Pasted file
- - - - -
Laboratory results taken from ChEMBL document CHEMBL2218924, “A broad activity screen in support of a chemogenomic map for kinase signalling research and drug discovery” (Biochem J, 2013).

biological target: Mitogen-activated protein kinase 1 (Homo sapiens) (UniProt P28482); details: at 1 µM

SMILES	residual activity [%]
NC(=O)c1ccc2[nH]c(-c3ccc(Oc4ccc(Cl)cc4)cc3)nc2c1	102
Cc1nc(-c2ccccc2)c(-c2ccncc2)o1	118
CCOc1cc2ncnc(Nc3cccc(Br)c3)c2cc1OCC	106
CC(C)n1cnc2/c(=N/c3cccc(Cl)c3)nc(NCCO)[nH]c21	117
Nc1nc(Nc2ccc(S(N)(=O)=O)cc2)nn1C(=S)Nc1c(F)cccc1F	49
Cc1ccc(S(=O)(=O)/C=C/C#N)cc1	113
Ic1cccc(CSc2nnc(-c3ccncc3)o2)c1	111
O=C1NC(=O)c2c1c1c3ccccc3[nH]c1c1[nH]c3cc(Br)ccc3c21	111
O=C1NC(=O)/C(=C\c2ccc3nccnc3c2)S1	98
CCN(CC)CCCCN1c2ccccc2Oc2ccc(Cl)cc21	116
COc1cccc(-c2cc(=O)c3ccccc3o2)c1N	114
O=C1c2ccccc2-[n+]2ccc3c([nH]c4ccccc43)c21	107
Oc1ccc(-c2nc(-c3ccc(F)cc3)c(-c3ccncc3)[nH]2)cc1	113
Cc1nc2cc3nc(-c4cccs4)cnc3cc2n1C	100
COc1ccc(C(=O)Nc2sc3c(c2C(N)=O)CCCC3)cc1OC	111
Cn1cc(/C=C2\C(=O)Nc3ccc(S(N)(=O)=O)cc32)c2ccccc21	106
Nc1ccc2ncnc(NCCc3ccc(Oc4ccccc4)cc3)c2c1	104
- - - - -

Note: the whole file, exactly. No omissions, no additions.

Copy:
Laboratory results taken from ChEMBL document CHEMBL2218924, “A broad activity screen in support of a chemogenomic map for kinase signalling research and drug discovery” (Biochem J, 2013).

biological target: Mitogen-activated protein kinase 1 (Homo sapiens) (UniProt P28482); details: at 1 µM

SMILES	residual activity [%]
NC(=O)c1ccc2[nH]c(-c3ccc(Oc4ccc(Cl)cc4)cc3)nc2c1	102
Cc1nc(-c2ccccc2)c(-c2ccncc2)o1	118
CCOc1cc2ncnc(Nc3cccc(Br)c3)c2cc1OCC	106
CC(C)n1cnc2/c(=N/c3cccc(Cl)c3)nc(NCCO)[nH]c21	117
Nc1nc(Nc2ccc(S(N)(=O)=O)cc2)nn1C(=S)Nc1c(F)cccc1F	49
Cc1ccc(S(=O)(=O)/C=C/C#N)cc1	113
Ic1cccc(CSc2nnc(-c3ccncc3)o2)c1	111
O=C1NC(=O)c2c1c1c3ccccc3[nH]c1c1[nH]c3cc(Br)ccc3c21	111
O=C1NC(=O)/C(=C\c2ccc3nccnc3c2)S1	98
CCN(CC)CCCCN1c2ccccc2Oc2ccc(Cl)cc21	116
COc1cccc(-c2cc(=O)c3ccccc3o2)c1N	114
O=C1c2ccccc2-[n+]2ccc3c([nH]c4ccccc43)c21	107
Oc1ccc(-c2nc(-c3ccc(F)cc3)c(-c3ccncc3)[nH]2)cc1	113
Cc1nc2cc3nc(-c4cccs4)cnc3cc2n1C	100
COc1ccc(C(=O)Nc2sc3c(c2C(N)=O)CCCC3)cc1OC	111
Cn1cc(/C=C2\C(=O)Nc3ccc(S(N)(=O)=O)cc32)c2ccccc21	106
Nc1ccc2ncnc(NCCc3ccc(Oc4ccccc4)cc3)c2c1	104